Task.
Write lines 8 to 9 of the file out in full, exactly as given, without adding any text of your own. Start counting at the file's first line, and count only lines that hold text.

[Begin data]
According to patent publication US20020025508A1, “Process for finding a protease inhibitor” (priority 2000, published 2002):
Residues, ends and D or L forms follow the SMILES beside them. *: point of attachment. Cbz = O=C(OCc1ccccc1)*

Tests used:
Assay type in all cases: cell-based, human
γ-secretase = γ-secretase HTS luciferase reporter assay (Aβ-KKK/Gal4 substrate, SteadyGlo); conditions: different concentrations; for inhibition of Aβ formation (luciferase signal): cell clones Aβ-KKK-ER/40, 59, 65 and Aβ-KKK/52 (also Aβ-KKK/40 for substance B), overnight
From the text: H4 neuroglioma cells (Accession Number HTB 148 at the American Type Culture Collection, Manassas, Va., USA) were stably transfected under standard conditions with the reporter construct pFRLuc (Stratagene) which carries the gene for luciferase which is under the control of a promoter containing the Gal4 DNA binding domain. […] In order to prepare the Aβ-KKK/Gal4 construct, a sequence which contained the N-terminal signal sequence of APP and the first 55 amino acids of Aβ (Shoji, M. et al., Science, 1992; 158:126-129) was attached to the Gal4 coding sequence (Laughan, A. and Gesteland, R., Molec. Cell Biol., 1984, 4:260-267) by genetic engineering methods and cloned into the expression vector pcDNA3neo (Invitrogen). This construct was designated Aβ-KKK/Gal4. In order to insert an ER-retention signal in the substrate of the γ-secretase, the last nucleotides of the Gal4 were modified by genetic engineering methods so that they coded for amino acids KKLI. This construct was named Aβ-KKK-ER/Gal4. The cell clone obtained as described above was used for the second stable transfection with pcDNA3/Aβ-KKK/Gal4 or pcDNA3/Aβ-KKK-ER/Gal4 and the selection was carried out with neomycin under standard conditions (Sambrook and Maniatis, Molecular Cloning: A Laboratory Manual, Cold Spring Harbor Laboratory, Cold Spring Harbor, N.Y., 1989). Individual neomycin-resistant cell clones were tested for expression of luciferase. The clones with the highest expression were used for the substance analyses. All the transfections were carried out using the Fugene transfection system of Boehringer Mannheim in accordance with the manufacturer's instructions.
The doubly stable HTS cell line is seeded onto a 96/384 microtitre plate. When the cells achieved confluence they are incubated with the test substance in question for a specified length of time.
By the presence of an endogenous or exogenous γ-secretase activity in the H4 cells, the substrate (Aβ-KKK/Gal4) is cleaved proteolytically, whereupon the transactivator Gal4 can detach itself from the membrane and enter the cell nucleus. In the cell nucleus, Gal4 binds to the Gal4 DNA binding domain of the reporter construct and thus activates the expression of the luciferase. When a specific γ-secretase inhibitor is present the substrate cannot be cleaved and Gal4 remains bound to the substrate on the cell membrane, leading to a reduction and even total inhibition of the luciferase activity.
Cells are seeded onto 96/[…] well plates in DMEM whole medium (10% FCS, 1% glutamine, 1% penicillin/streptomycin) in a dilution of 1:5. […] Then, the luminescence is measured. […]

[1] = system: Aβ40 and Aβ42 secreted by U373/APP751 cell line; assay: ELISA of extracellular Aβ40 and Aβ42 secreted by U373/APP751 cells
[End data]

By the presence of an endogenous or exogenous γ-secretase activity in the H4 cells, the substrate (Aβ-KKK/Gal4) is cleaved proteolytically, whereupon the transactivator Gal4 can detach itself from the membrane and enter the cell nucleus. In the cell nucleus, Gal4 binds to the Gal4 DNA binding domain of the reporter construct and thus activates the expression of the luciferase. When a specific γ-secretase inhibitor is present the substrate cannot be cleaved and Gal4 remains bound to the substrate on the cell membrane, leading to a reduction and even total inhibition of the luciferase activity.
Cells are seeded onto 96/[…] well plates in DMEM whole medium (10% FCS, 1% glutamine, 1% penicillin/streptomycin) in a dilution of 1:5. […] Then, the luminescence is measured. […]